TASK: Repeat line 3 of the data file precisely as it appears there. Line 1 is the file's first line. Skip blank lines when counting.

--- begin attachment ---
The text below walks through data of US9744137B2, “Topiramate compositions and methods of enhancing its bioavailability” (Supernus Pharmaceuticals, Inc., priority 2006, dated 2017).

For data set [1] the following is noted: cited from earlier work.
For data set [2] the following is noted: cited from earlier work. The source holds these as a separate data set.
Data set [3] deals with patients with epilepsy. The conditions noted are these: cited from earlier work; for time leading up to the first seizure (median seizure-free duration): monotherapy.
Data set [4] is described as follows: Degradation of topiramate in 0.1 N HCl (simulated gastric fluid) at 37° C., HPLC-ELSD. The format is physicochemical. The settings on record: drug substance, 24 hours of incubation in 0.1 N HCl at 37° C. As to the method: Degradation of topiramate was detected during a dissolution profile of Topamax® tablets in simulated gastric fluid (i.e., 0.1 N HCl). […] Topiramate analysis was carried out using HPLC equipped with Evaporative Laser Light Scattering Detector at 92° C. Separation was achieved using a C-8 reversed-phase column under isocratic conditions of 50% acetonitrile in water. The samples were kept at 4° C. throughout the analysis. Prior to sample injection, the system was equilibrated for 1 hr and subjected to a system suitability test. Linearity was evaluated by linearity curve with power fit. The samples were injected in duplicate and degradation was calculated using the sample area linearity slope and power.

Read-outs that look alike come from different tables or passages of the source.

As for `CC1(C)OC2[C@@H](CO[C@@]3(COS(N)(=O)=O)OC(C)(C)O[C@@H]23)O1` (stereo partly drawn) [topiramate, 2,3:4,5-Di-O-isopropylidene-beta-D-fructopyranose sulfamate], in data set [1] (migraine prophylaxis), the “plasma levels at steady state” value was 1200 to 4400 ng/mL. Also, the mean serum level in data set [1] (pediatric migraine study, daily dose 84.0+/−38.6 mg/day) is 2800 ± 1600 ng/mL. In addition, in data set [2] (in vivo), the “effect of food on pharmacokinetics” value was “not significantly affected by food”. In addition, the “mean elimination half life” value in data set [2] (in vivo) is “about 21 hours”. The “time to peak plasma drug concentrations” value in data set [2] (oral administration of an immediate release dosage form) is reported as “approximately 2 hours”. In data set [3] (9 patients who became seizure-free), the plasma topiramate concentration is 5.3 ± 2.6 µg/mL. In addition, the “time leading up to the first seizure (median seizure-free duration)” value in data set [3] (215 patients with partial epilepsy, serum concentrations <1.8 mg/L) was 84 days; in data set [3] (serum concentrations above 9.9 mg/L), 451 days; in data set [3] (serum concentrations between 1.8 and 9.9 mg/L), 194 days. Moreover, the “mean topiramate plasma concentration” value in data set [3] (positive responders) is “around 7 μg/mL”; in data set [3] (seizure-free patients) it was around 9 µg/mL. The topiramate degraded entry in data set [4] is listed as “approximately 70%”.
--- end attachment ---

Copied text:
For data set [2] the following is noted: cited from earlier work. The source holds these as a separate data set.